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and HtrA2, and the involvement of this putative pathway in PD pathogenesis. Materials and Methods Drosophila genetics. HtrA2 mutants were created by imprecise excision of P-element G4907 (Genexel Inc.). Breakpoints were mapped by genomic PCR and sequencing. PINK1B9 mutants were a kind gift from J Chung.21 park25 mutants have been described previously.27 All fly experiments were carried out at 25 1C and on the same food batch for each experiment. For crosses to combine PINK1 mutants with GAL4/UAS transgenes, paternal males with marked X chromosomes (y or FM6) were used to ensure correct identification of PINK1 mutant progeny. Fertility assays. Single 1-day-old males of each genotype were individually placed in a vial with three virgin females. The number of vials with larvae was recorded after 5 days. Flight/climbing assay. Flight/climbing assays were performed as previously described.27 (nX30 per genotype, unless otherwise stated within figures.) Statistical significance was calculated by Kruskal–Wallis non-parametric analysis and Dunn’s pair-wise comparison. Longevity assay. A total of 50, 0- to 4-h-old males and females of each genotype were placed into separate vials in groups of 25 for each gender. The flies were transferred to fresh food every 2 days and the number of live flies recorded. Data are presented as Kaplan–Meier survival distributions and significance determined by Log-rank tests. Oxidative stress assay. The procedure used for longevity assay was repeated for oxidative stress assays using food containing 20 mM paraquat or 20 mM rotenone. Data are presented as Kaplan–Meier survival distributions and significance determined by Log-rank tests. Molecular biology RT-PCR. Total RNA was extracted using Trizol reagent (Invitrogen, Carlsbad, CA, USA). RT-PCR was performed using the kit SuperScript III One-step RT-PCR with Platinum Taq (Invitrogen). The 50 and 30 sequences used to amplify the dHtrA ORF are ATGGCTTTGCGCGGTTCC and CTAGGGATCTTCTGGCGTA, respectively. Primers used to amplify 50 and 30 dPINK1 ORF are ATGTCTGTG AGACTGCTGAC and CTACGCCACCACATTCTGGA, respectively. To detect transcripts by RT-PCR in mutants, 50 primer GTTGTGCCG CTGTCGTCTAT and 30 primer CGTCGTGCGAAACGTACG were used to amplify a product of 1 kb between exon 2 and exon 3, respectively. Genomic rescue constructs. The predicted full-length HtrA2 gene, 700 bp of upstream promoter region (including the complete 30 UTR), was amplified by PCR using 50 primer CAACTCGAGGAAGTACATTGGGCGGGTC and 30 primer GGGACTAGTGGGTTTGTCAGCGATTTC, sequenced and subcloned into pCaSpeR-HS using XhoI and SpeI restriction sites. mRPL11 was constructed by including 463 bp of upstream promoter region, the entire predicted gene and 108 bp of downstream genomic region using 50 primer GGGTCTAGAGCAGCTGAT TTCAATTTGGC with XbaI restriction site and 30 primer GGGGAATTCCACT GGAAAACTCAACAAGC with EcoRI restriction site, sequenced and subcloned into pCaSpeR-HS. pUASp construct. The dHtrA2 ORF was amplified using 50 primer TCACGCGGCCGCATGGCTTTGCGCGGTTCC containing NotI restriction site, and 30 primer ACAGCTCGAGCTAGGGATCTTCTGGCGTA containing XhoI restriction site. The sequenced, digested product was subcloned into pUASp. Western blotting was performed by standard procedures. The anti-HtrA2 antibody (used at 1:1000) was a kind gift from Dr. E. Alnemri (Kimmel Cancer Institute, USA). Cell biology Tissue sectioning. Thoraces and testes were prepared from 30- and 2-day-old adult flies, respectively, and fixed overnight in 2% paraformaldehyde, 2.5% gluteraldehyde in sodium cacodylate (0.1 M). Thoraces were rinsed in sodium cacodylate (0.1 M) and 1% tannic acid and postfixed in 1:1 2% OsO4 and sodium cacodylate (0.2 M) for 1 h. After rinsing, thoraces were dehydrated in an ethanol series and embedded using Spurr’s resin. Semithin sections were then taken and stained with toluidine blue, whereas ultrathin sections were examined using TEM. Quantification of the mitochondrial phenotype was carried out under blinded conditions for both imaging and analysis. Ten randomly selected fields of view were captured per individual and the number of mitochondria exhibiting a disrupted morphology phenotype and those with normal mitochondria were counted.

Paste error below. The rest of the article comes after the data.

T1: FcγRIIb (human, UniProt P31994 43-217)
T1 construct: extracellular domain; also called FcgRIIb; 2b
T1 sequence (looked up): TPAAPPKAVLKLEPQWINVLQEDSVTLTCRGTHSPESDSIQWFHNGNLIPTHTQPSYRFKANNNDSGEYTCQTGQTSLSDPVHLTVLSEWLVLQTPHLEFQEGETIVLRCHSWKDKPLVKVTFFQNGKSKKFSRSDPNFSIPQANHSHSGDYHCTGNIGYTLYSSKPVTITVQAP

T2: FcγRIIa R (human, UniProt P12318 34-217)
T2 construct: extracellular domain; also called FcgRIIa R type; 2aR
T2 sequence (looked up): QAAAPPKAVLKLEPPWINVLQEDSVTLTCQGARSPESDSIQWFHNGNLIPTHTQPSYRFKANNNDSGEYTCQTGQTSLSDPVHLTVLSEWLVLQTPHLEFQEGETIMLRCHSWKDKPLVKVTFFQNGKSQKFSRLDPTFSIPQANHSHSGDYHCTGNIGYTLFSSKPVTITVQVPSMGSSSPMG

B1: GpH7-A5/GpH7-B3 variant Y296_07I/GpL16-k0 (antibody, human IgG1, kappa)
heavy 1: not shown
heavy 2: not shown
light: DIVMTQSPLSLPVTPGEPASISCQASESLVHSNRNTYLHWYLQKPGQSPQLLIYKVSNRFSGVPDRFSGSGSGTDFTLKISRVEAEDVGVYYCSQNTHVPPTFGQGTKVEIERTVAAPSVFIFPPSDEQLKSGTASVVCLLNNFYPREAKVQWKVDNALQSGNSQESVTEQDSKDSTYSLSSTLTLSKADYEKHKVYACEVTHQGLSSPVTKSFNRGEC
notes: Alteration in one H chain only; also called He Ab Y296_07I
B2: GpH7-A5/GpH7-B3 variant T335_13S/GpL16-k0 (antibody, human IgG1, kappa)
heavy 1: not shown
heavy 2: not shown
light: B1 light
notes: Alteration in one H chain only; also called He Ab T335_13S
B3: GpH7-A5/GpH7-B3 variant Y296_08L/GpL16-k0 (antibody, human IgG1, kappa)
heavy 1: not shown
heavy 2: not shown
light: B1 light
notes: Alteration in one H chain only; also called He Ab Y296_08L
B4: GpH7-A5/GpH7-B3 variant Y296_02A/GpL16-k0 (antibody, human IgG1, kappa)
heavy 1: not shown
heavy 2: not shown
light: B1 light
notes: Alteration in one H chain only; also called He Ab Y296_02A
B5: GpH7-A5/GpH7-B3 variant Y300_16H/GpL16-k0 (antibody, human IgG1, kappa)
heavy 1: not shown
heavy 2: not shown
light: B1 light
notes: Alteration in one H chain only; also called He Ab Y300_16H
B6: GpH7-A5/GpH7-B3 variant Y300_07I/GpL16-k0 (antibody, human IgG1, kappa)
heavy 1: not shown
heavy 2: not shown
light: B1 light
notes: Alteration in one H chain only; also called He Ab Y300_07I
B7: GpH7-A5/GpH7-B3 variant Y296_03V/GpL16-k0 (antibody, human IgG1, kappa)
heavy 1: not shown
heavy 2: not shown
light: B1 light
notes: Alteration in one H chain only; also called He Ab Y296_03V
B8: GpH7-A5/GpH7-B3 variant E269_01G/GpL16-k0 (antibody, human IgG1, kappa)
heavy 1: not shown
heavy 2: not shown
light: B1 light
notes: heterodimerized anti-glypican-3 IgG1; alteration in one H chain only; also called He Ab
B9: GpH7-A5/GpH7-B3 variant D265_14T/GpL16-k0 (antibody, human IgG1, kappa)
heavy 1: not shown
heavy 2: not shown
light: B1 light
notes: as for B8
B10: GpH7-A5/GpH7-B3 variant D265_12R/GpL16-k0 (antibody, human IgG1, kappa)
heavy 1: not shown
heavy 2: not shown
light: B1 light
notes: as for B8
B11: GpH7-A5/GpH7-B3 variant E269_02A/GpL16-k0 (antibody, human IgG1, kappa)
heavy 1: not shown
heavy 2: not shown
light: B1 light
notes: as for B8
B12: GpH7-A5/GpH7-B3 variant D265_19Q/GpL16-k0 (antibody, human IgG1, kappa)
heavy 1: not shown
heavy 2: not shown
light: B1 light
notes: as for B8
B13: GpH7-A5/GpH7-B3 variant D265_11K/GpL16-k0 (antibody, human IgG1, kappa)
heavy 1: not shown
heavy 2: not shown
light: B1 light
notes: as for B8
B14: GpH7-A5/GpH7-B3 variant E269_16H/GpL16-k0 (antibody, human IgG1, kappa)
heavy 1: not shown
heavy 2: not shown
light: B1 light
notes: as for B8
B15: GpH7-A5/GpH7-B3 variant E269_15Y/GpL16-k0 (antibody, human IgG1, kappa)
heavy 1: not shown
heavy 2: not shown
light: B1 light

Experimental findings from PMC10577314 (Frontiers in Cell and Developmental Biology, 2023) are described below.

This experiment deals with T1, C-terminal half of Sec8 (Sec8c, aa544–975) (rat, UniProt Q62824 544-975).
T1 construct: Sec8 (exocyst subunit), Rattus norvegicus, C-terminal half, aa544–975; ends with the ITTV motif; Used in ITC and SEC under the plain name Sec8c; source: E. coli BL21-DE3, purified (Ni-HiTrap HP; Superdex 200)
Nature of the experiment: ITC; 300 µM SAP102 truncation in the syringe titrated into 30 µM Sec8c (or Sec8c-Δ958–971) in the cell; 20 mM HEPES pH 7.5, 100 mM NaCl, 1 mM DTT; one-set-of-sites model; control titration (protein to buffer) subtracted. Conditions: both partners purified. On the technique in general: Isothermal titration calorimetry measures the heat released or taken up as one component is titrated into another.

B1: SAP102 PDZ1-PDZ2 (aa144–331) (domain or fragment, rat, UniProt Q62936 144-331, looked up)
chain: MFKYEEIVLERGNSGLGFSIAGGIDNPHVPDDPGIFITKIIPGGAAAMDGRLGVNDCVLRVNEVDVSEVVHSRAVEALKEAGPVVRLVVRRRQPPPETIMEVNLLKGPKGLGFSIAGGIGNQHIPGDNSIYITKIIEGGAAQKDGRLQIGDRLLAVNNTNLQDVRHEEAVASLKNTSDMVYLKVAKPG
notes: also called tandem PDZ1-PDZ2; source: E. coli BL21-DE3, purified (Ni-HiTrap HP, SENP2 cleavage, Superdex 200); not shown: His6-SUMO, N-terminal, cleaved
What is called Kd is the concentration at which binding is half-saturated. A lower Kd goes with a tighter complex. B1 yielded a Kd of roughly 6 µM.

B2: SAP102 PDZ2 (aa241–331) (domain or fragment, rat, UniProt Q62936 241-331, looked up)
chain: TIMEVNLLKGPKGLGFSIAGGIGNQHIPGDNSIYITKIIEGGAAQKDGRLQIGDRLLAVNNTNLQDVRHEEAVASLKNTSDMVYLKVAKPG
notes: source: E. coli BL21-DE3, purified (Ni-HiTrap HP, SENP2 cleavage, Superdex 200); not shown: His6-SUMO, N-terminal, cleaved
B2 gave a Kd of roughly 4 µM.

Approximately 1500 mitochondria were examined per genotype. Pair-wise differences in proportion of mitochondria exhibiting the phenotype were made utilizing the conservative Fisher’s exact test. Dopaminergic neuron counts. Brains were dissected from 30-day-old flies and fixed in 4% paraformaldehyde, rinsed in PBS and incubated with anti-TH antibody (Immunostar Inc., Hudson, WI, USA) in PBS-T BSA (0.5%) overnight (4 1C). After washing with PBS-T, brains were incubated (2 h) with Alexafluor 488 secondary antibody (Invitrogen) in PBS-T BSA (0.5%). After washing, brains were mounted and TH-positive neurons imaged by confocal microscopy. In all cases, TH-positive neurons were counted with the investigator blinded to the genotypes. Apoptosis assay. Third instar wing imaginal discs were exposed to 4 Gy g-rays, fixed and stained with anti-caspase 3 after 2 h (Cell Signaling Technologies, Danvers, MA, USA) and FTIC-phalloidin (Sigma, Highland, IL, USA) as previously described.31 For STS (4 mM) and UV treatment (2.5 kJ/m2), larvae were dissected and discs were incubated in Schneider’s medium (Invitrogen), then fixed and stained after 4 h. Images were acquired on a Zeiss LSM 510 confocal microscope. The apoptotic index corresponds to the percentage of caspase 3-positive pixels relative to the total area, and was determined as described using Image J.31 For consistency, the analysis was performed on the pouch region of the wing discs.

Acknowledgements. We thank J Chung and the Bloomington Drosophila Stock Center for fly stocks, T Gilbank, S Murray and F Earl for fly transgenics, G Kelly for help with statistical analysis, C Gray for help with movies and K Klupsch for comments on the article. We are grateful to M Guo for sharing data before publication. AW and LT acknowledge the Department of Biomedical Science, Centre for Electron Microscopy for assistance, and the Light Microscopy Facility is supported by the Wellcome Trust (Grant No. GR077544AIA). AW is funded by the Parkinson’s Disease Society (G-4063, G-0713) and the Wellcome Trust (081987). The MRC Centre for Developmental and Biomedical Genetics is supported by Grant G070091. LMM is supported by the MRC (UK). Work in the Tapon and Downward laboratories is supported by Cancer Research UK. HPF is supported by the MRC Grant G0700183.